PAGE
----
Unit 18 Bayesian Phylogenetics
download and install tracer on your computer [LINK]
qlogin with 1 processor
mkdir ~/unit18 cd ~/unit18
Download the data
wget -O primates_alnMuscle.nex https://www.dropbox.com/s/zvdjtg8al6jrl17/primates_alnMuscle.nex?dl=0
We are using the same primate data from last week (1 Cytb sequence per genus for all (available) primates). The only difference is the data has been structured according to the nexus format. The file now looks like this:
#NEXUS begin data; dimensions nchar=1140 ntax=50; format missing=? gap=- matchchar=. datatype=DNA; matrix Allocebus_trichotis.AY441461 ATGACCAACATTCGAAAAATCCACCCCTTAATAAAAG... Alouatta_belzebul.AY374353.2 ATGACTACCCCCCGCAAAACACACCCACTAGCAAAAA... Aotus_azarai.DQ098863 ATGACTTCNCCCCGCAAAACACACCCACTAGCAAAGA... Arctocebus_calabarensis.AY441474 ATGACAATTATACGAAAACAACACCCATTAGCAAAAA... ... <break> ... Varecia_variegata.AF081047 ATGACTAACACCCGAAAAAACCACCCTCTAATAAAAA... Tupaia_belangeri.EU531776 ATGACCAACATACGAAAAAACCACCCATTACTAAAGA... ; end;
A nexus file always begins with
#NEXUS and data is organised in blocks. Here all of the sequence data is given in a single
data block. The
data block begins with
begin data; and ends with
end;. It is further broken down into specific commands that end with a
;. For example. The
dimensions command has two options
format command has options for
matchchar (matching character) coding, and
datatype. All of the sequences are in the
matrix section that ends with the
; after the last seqeunce.
I absolutely DESPISE entiring commands directly into
mrbayes. I keep two windows (or panels...if you are cool and use tmux) open to work with MrBayes. Open another window. You do not need to qlogin for this additional window.
cd unit18 nano primates_alnMuscle.nex
Now you can edit your file in this window while running it in the other.
mpirun -np 1 mb
Execute your data within
This loads our sequence data into
mrbayes. So how to build a tree?.
This gives us all of the commands that are available in
mrbayes. Look through them. If you need parameter options for each command then type
help <command. For example, to find out about the Monte-Carlo Markov Chain parameters you could use:
MrBayes > help mcmcp --------------------------------------------------------------------------- Mcmcp This command sets the parameters of the Markov chain Monte Carlo (MCMC) analysis without actually starting the chain. This command is identical in all respects to Mcmc, except that the analysis will not start after this command is issued. For more details on the options, check the help menu for Mcmc. Parameter Options Current Setting ----------------------------------------------------- Ngen <number> 1000000 Nruns <number> 2 Nchains <number> 4 Temp <number> 0.100000 Reweight <number>,<number> 0.00 v 0.00 ^ Swapfreq <number> 1 Nswaps <number> 1 Samplefreq <number> 500 Printfreq <number> 1000 Printall Yes/No Yes Printmax <number> 8 Mcmcdiagn Yes/No Yes Diagnfreq <number> 5000 Diagnstat Avgstddev/Maxstddev Avgstddev Minpartfreq <number> 0.10 Allchains Yes/No No Allcomps Yes/No No Relburnin Yes/No Yes Burnin <number> 0 Burninfrac <number> 0.25 Stoprule Yes/No No Stopval <number> 0.05 Savetrees Yes/No No Checkpoint Yes/No Yes Checkfreq <number> 2000 Filename <name> primates_alnMuscle.nex.<p/t> Startparams Current/Reset Current Starttree Current/Random/ Current Parsimony Nperts <number> 0 Data Yes/No Yes Ordertaxa Yes/No No Append Yes/No No Autotune Yes/No Yes Tunefreq <number> 100 ---------------------------------------------------------------------------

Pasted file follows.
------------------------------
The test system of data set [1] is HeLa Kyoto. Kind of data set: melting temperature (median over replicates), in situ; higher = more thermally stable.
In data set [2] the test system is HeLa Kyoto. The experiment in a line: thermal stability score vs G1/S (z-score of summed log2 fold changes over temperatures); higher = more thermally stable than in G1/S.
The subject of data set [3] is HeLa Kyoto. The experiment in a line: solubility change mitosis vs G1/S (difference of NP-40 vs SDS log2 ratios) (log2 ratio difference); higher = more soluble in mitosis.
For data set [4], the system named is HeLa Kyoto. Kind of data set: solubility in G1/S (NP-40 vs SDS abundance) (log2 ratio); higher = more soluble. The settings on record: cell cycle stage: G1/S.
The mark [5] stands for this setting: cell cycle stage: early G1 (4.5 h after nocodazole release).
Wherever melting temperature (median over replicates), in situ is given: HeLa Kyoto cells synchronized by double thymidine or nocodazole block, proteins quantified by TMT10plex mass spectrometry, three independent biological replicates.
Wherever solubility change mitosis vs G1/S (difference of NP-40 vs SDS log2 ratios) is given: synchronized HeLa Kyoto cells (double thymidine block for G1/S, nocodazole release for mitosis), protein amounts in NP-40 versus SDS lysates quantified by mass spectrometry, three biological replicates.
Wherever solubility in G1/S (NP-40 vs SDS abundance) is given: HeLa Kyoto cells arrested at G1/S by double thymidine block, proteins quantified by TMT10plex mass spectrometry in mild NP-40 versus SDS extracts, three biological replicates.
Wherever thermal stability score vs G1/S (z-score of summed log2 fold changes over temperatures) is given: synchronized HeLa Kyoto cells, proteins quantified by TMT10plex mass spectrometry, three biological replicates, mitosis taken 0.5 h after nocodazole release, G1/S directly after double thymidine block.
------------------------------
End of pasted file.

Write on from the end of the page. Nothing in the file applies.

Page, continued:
From this help menu not only do you get an idea of parameters, but you can find out what the default/current settings are. In this case, we would run two independent mcmc runs with 1M generations and four chains sampling every 500 generations.
To change a parameter:
Now set the bayes run to
mcmcp ngen=10000 samplefreq=100 printfreq=1000 filename=primates_10K-100s-1r-4c.bayes
Now execute the MCMC run.
This should run in less than 5 minutes. While its running we can discuss what is actually going on and what all of the output means.
<...> The MCMC sampler will use the following moves: With prob. Chain will use move 0.98 % Dirichlet(Pi) 0.98 % Slider(Pi) 9.80 % ExtSPR(Tau,V) 9.80 % ExtTBR(Tau,V) 9.80 % NNI(Tau,V) 9.80 % ParsSPR(Tau,V) 39.22 % Multiplier(V) 13.73 % Nodeslider(V) 5.88 % TLMultiplier(V) <...> Chain results (100000 generations requested): 0 -- [-47508.809] (-46388.062) (-46133.286) (-46633.652) (...0 remote chains...) 5000 -- [-28952.864] (-28977.447) (-28943.149) (-28960.214) (...0 remote chains...) -- 0:01:16 10000 -- (-28976.122) [-28958.717] (-28961.856) (-28962.195) (...0 remote chains...) -- 0:01:12 15000 -- (-28964.889) (-28947.323) (-28959.086) [-28970.997] (...0 remote chains...) -- 0:01:13 20000 -- (-28952.999) (-28968.473) [-28949.931] (-28970.990) (...0 remote chains...) -- 0:01:08 <...>